2. Abram had been complaining about the "descendants" issue. ( Genesis 15:1-5)Was it reasonable for God to take the time to discuss with Abram how their contract was coming along?


      3. God starts out the conversation by introducing Himself. "God Almighty" is the translation for the Hebrew "Eel-Shaday" (El Shaddai). What does this name mean to you?


        1. How would this name give comfort and be meaningful to Abram? (God Almighty means God can do anything. Abram needs God to do quite a lot to give him many descendants at his age.)


        2. Is there any downside to this name "God Almighty?" (If God is so mighty, Abram might ask himself, "Why am I almost 100 years old and only have one son by my maid?")


      4. Right after God introduces Himself to Abram, He notes what He has in mind for Abram. What is that? ("Walk before me and be blameless.")


        1. Last week we discussed this idea of "walking" with God. What did we decide it meant to live a life that "walked" with God?


        2. Has God's goal for His people changed over the years? Is this His goal for you?


  3. Abraham


    1. Let's continue reading: Genesis 17:3-6. What is Abram's reaction to hearing that God Almighty is speaking to him?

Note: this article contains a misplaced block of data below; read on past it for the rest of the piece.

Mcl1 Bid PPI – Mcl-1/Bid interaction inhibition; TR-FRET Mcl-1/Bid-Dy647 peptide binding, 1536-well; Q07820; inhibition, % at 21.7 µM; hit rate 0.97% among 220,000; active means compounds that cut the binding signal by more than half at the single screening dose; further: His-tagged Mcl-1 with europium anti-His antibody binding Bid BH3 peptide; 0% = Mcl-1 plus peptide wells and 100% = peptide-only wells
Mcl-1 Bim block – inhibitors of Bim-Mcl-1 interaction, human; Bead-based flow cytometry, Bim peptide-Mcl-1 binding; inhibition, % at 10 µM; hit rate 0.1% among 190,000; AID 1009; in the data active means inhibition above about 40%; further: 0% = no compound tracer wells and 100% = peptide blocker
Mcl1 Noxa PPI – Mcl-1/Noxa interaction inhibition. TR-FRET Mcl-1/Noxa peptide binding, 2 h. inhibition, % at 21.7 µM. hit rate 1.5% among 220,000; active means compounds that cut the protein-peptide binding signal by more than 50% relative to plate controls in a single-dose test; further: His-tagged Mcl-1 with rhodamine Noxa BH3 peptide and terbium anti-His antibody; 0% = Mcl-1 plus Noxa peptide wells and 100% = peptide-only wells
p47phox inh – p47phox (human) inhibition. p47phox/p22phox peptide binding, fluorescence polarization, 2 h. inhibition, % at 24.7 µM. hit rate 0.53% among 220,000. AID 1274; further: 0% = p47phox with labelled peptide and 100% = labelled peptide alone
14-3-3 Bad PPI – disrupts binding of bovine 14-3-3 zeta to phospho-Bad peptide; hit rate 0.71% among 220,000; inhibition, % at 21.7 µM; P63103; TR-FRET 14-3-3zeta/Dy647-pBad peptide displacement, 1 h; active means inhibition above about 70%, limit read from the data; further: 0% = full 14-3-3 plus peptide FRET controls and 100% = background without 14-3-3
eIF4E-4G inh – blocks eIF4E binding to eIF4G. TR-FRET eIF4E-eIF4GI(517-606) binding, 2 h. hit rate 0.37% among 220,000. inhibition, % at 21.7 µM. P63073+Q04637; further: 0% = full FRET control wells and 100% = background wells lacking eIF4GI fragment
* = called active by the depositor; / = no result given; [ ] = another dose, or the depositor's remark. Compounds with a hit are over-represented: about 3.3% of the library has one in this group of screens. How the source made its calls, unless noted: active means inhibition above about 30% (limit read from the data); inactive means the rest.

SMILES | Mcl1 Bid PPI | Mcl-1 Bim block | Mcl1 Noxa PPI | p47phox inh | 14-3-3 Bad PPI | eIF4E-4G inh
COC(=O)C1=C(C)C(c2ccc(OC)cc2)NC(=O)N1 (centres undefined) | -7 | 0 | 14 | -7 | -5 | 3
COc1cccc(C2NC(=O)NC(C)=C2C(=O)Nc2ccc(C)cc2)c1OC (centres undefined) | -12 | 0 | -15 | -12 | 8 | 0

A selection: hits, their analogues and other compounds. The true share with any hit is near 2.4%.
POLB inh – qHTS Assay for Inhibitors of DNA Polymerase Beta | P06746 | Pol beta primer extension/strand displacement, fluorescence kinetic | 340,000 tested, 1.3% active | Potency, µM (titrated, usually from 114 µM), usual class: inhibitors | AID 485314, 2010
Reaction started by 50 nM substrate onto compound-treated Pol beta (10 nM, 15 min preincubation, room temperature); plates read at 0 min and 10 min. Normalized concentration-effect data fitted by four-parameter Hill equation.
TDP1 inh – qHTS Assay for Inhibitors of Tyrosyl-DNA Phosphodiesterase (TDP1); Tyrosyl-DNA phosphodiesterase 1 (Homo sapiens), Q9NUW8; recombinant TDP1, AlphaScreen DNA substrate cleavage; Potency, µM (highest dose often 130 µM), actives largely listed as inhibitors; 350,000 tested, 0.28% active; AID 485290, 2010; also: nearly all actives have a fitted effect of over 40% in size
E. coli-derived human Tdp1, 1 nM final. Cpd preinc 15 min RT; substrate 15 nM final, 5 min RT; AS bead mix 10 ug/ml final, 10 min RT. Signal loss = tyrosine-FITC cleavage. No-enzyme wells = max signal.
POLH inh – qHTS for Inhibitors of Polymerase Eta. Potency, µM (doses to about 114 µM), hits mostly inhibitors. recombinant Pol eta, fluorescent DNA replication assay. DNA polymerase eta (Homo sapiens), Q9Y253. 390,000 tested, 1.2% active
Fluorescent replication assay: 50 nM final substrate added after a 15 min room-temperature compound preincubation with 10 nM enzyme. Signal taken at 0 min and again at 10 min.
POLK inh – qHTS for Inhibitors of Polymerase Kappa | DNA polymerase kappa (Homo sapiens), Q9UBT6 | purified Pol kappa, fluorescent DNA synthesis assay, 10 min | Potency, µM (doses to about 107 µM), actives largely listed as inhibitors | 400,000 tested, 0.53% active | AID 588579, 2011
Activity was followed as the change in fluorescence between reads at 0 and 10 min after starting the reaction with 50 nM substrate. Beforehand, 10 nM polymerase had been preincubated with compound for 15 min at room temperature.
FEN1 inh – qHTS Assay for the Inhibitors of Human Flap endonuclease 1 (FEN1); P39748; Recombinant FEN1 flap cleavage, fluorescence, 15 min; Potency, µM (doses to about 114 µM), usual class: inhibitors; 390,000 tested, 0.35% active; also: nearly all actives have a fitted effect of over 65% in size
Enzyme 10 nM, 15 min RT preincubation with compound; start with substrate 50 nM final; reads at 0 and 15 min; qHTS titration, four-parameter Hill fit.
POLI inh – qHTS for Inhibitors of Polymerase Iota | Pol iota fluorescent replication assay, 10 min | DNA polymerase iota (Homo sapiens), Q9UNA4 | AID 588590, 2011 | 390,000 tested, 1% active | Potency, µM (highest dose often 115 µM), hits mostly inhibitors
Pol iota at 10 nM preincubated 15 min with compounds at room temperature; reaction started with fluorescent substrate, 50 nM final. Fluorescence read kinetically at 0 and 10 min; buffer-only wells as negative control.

1. God changes Abram's name to Abraham, which is a change in meaning from "high father" to "populous" - "father of a multitude." What is God's purpose in this?


        1. What do you think about this name change?


        2. What do you think Abram thought? (This is a little tricky. I'm not sure I would appreciate this. Let's say I am four feet tall and God comes to me and says, "I'm changing your name to Giant.")


      2. Are these empty words from God?


        1. How strong are God's words? (See Genesis 1:3 - Creation was spoken into existence.)


      3. Have you ever heard someone say, "Just telling someone you are praying for them is not nearly as good as actually doing something for them." Do you agree?


    2. Read Genesis 17:7-8. We learned in an earlier lesson that a covenant is similar to a contract. A contract requires promises (and performance) on both sides. What is God promising to Abraham? (That He will be his God and the God of his descendants and that He will give them the land of Canaan.)


      1. How does God's prior promise of many descendants fit into this picture? (God promises not simply to be the God of the descendants, but having many descendants would be essential to possessing the land of Canaan.)


    3. Read Genesis 17:9-10. What is Abraham promising God? (What a deal: lose a little skin, get a lot of land!)